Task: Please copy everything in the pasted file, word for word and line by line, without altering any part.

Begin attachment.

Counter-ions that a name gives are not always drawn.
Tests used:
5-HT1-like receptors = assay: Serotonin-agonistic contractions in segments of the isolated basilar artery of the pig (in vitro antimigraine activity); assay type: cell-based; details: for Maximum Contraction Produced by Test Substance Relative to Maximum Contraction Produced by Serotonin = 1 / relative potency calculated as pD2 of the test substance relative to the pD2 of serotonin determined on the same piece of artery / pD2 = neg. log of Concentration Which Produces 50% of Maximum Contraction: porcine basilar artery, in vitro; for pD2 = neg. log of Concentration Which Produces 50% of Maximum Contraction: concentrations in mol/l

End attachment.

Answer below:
Counter-ions that a name gives are not always drawn.
Tests used:
5-HT1-like receptors = assay: Serotonin-agonistic contractions in segments of the isolated basilar artery of the pig (in vitro antimigraine activity); assay type: cell-based; details: for Maximum Contraction Produced by Test Substance Relative to Maximum Contraction Produced by Serotonin = 1 / relative potency calculated as pD2 of the test substance relative to the pD2 of serotonin determined on the same piece of artery / pD2 = neg. log of Concentration Which Produces 50% of Maximum Contraction: porcine basilar artery, in vitro; for pD2 = neg. log of Concentration Which Produces 50% of Maximum Contraction: concentrations in mol/l